Accordingly, the DPJ is scrambling about to conclude the nomination process for its candidates for a general election.
At present, there remain eight-five districts (out of 300) for which the DPJ has not designated a candidate, with the ultimate aim being between 270 and 280 candidates for the single-seat districts (the remainder being DPJ-backed Socialist and Kokuminto candidates). The vacancies, according to Mainichi, are particularly pronounced in urban areas, with candidates nominated for only thirteen of Tokyo’s twenty-five districts. Asahi notes the same, but also suggests that DPJ may end up with only 250 candidates of its own.
Mr. Ozawa has acknowledged the difficulty the DPJ faces in a general election, and suggests that the party’s goal is to become the largest party in the House of Representatives — as opposed to winning an outright majority — and form a coalition with other opposition parties. Even that may be a stretch.
Given the documented discrepancy in Japanese voting patterns between Upper House and Lower House elections, given Mr. Fukuda’s skill at navigating the perilous situation he inherited upon taking office (with the help of his predecessor’s dismal performance making him look great without doing much of anything), and given the very public display of the DPJ’s internal disorder, it seems extremely unlikely that the LDP would lose its position as the largest party in the House of Representatives. It may lose its supermajority in the event of a snap election, but I think the Japanese people are still willing to give Mr. Fukuda a chance. Recent opinion polls on the Fukuda cabinet may be downward trending — a recent NHK poll (not online) showed a four-point drop to 54%, a recent Sankei poll showed a fourteen point drop to 41% (largely due to the idea that Mr. Fukuda wanted a grand coalition with the DPJ) — but a recent Nikkei poll found a four-point drop (to 28%) in support for the DPJ, with a four-point increase (to 42%) for the LDP. The bottom certainly hasn’t dropped out of support for Mr. Fukuda, and a good performance in Washington — which, as today’s Nelson Report confirms, truly is more open-ended than US-Japan summits have been of late — could shore up his support.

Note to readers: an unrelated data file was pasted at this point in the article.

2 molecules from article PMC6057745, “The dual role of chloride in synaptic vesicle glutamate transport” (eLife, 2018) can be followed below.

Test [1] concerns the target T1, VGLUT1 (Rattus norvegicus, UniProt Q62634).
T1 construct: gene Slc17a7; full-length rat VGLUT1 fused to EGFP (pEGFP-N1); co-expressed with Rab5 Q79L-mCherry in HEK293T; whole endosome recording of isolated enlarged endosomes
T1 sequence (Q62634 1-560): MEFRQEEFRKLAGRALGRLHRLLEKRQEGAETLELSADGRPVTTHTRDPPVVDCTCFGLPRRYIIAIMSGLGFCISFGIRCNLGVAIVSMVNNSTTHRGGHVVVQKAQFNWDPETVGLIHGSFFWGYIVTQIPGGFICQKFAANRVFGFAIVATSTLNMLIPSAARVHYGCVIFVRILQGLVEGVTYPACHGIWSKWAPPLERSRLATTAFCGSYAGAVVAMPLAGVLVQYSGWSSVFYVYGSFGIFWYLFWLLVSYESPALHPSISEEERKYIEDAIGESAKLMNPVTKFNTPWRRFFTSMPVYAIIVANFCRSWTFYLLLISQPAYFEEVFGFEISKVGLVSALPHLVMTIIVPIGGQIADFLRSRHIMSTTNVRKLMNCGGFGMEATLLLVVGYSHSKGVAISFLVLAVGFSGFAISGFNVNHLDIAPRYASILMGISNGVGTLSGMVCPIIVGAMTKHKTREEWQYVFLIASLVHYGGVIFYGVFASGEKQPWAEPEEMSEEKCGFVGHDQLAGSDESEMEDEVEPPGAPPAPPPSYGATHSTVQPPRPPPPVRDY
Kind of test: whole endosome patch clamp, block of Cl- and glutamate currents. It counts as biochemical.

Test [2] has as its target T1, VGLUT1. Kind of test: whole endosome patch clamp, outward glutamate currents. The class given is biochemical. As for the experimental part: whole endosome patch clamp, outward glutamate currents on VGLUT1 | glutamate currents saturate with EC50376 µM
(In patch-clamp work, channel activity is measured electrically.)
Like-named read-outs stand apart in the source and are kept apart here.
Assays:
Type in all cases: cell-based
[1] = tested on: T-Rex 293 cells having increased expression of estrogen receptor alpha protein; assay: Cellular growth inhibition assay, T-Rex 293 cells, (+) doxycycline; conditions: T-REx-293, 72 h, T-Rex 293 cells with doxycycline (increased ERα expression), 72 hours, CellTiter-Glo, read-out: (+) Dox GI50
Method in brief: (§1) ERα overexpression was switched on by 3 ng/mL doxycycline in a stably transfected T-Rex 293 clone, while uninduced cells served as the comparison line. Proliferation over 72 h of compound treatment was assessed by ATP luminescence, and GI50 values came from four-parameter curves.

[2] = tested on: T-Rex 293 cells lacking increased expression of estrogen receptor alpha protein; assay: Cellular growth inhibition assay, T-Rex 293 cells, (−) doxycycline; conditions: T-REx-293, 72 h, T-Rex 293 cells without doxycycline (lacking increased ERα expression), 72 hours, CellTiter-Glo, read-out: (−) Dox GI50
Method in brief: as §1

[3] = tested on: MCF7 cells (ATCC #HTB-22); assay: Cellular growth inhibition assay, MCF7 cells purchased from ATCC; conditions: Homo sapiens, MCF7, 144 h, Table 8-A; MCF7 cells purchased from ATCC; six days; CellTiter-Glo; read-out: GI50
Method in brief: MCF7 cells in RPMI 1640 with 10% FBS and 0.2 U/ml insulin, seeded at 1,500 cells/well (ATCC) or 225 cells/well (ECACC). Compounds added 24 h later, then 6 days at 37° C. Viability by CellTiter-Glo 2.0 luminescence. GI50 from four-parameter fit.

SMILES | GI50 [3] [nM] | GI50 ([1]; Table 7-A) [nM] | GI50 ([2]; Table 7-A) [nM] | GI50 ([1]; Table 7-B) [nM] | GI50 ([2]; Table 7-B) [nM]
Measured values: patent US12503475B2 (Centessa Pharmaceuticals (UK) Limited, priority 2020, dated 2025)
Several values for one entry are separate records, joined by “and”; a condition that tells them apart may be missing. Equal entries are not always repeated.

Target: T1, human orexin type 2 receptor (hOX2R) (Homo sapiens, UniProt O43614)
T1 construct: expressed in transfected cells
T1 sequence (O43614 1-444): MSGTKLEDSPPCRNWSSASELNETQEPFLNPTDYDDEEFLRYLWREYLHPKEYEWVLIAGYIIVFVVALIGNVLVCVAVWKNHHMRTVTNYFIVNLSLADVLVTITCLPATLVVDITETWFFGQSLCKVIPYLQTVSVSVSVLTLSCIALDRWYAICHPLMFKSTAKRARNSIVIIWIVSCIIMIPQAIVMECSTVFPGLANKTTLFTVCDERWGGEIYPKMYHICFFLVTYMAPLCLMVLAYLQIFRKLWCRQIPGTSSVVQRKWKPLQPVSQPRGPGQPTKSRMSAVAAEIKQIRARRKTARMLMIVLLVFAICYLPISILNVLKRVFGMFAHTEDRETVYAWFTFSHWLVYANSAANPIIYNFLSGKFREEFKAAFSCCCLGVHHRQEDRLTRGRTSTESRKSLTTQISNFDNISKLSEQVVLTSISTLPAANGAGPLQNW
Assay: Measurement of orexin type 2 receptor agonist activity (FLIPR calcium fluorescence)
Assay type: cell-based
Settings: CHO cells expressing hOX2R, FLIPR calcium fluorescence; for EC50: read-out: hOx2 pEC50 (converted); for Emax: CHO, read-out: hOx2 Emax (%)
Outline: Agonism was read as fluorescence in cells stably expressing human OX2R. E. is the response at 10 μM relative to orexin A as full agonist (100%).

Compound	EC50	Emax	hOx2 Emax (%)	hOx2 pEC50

The DPJ has yet to give the voters any reason to defect from the LDP. The key to a general election remains rural Japan. Mr. Ozawa undoubtedly still hopes that he can pry rural voters away from the LDP again, with the result that the LDP’s norin zoku are panicking and will no doubt put pressure on Mr. Fukuda to throw some pork (“emergency countermeasures” in response to the fall in the price of rice, for example) their way as the budget process progresses. The DPJ has already passed its plan for income compensation for farmers in the Upper House — and it’s unclear what the LDP will do in response. Kan Naoto suggested, “The LDP is working to adopt the DPJ’s thinking.”
Whatever his desire for fiscal rectitude, Mr. Fukuda may find demands for more largess for farmers irresistible. What better way for him to placate LDP backbenchers, shore up support in the countryside, and steal the DPJ’s thunder.
But will Mr. Fukuda be tempted to strike fast and call an early election, while the DPJ is disorganized? I still think that Mr. Fukuda would like to keep the DPJ guessing right up to September 2009.